Kaupanger Stave Church is located not too far from Urnes Stave Church, only little bit further out and on the other side of the Sognefjord. The church is dated back to about 1140, and has gone through several restoration projects and alterations. Of the remaining stave churches, Kaupanger is the longest and the nave has 22 staves, 8 on each of the longer sides, 3 on each of the shorter and the elevated chancel has 4.
This is the third post about Norwegian Stave Churches.
Continue reading “Kaupanger stavkirke (Stave Church), Norway”
The Palacio de Generalife sits across the ravine from Alhambra, and was earlier connected with a walkway. Generalife was built in the 13th century as a summer palace and has been redesigned and rebuilt several times through the years.
As promised in the posts about Alhambra, here are our photos from Generalife. Visiting the gardens in February may not justify the full beauty the garden in full bloom though.
Continue reading “Generalife (Alhambra), Granada – Spain”
Paraty is located at the Costa Verde (Green Coast) in the state of Rio de Janeiro in Brazil. The village was established in 1597 and after the discovery of gold in the mountains of the state of Minas Gerias, Paraty became an export harbor for the gold. Caminho do Ouro (The Gold Trail) its a 1200 km trail linking Paraty to Diamantina (via Oro Preto and Tiradentes).
As you see in some of the photos, water comes into the streets with the high tide. It was done on purpose, constructed as to make the water clean the streets. We visited the city on a humid and cloudy day in 2008.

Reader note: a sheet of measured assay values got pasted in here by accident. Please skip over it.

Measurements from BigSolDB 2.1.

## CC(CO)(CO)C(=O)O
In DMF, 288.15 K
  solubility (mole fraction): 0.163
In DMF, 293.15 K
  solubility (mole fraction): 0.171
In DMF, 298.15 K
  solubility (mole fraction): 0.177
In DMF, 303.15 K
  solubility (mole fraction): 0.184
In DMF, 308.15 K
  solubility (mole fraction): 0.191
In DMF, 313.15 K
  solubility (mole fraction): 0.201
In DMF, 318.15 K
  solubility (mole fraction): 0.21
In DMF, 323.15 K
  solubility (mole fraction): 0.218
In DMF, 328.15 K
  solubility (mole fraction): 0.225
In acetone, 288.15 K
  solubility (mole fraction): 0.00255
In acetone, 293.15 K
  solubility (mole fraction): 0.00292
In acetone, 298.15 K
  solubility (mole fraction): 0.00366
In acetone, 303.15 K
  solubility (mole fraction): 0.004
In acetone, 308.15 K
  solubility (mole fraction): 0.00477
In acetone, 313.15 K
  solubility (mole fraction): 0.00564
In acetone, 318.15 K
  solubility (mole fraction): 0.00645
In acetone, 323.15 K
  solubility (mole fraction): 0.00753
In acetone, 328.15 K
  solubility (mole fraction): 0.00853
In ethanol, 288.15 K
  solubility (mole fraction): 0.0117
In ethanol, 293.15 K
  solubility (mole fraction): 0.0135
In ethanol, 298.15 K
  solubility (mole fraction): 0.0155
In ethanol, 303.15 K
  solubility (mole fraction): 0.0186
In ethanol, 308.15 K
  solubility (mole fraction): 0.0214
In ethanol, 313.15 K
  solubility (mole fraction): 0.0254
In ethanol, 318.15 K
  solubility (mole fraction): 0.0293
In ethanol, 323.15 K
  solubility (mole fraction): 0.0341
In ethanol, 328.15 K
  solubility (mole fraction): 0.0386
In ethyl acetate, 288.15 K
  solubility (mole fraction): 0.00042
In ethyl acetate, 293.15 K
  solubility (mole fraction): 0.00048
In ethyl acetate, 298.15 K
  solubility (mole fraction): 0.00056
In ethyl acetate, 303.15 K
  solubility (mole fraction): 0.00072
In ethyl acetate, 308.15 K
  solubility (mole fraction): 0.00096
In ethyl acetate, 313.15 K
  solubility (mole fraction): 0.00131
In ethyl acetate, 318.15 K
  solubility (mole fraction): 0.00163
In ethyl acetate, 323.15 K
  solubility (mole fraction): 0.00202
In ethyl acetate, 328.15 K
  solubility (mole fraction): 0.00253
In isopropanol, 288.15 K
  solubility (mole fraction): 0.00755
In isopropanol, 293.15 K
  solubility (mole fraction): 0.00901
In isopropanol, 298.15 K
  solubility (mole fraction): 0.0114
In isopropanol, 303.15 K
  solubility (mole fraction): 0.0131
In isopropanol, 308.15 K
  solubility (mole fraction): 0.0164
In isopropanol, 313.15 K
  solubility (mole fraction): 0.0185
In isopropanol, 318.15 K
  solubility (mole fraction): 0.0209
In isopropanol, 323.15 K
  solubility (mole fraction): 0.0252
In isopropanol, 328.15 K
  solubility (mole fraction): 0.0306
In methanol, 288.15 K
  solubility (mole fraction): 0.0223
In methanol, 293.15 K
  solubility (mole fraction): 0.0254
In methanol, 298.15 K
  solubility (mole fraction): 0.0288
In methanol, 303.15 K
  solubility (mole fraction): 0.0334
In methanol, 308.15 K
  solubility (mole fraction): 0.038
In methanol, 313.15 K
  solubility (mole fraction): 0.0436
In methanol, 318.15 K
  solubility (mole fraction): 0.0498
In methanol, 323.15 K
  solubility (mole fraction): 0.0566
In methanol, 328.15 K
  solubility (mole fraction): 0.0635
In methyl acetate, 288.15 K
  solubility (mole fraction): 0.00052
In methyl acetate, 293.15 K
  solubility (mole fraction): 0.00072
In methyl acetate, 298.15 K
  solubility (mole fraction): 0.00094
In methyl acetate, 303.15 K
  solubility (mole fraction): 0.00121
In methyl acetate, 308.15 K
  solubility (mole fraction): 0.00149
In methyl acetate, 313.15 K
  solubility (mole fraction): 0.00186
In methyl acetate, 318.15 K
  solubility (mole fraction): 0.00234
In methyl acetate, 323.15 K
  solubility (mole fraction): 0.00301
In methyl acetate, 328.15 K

Continue reading “Paraty, Rio de Janeiro – Brazil”
This eroded sandstone formations has many names like “Gredas de Bolnuevo” and also “Ciudad Encantada” besides the official “Erosiones de Bolnuevo” and sits at the end of the 1600 meters long Playa de Bolnuevo (Bolnuevo Beach) in Bolnuevo, Murcia, Spain. The beach reaches all the way to the neighbor village of Puerto de Mazarrón to the east.
The sandstone formation has been eroded by water and wind for thousands of years and in the clay there is an abundance of micro fossils dating back to the Pliocene period 4.5 million years ago.
Continue reading “Erosiones de Bolnuevo, Bolnuevo – Spain”
The access to Urnes Stave Church is a bit more difficult than any of the others. You can take the very narrow road on the south side of Lustrafjorden, or maybe better, take the ferry across the fjord and walk the few hundred meters up to the church. Urnes Stave Church, built about 1140, is the only Stave Church on the UNESCO World Heritage Site list.
This is the second post about Norwegian Stave Churches.
Continue reading “Urnes Stavkirke (Stave Church), Norway”
We don’t like too many photos in one post, so here are some more from Alhambra.
Continue reading “Alhambra, Granada – Spain (Part II)”
This is the first post in a series in a new category we will call “Stave Churches”. As this is the first post I will explain a bit what makes a Stave Church stand out compared to more normal log constructed churches. The word “stav” (stave/post in English) comes from the Old Norse “stafr”, and are given to the load bearing posts in the corners of the building. For bigger churches, they needed more posts to hold the load. Continue reading “Lom Stavkirke (Stave Church), Norway”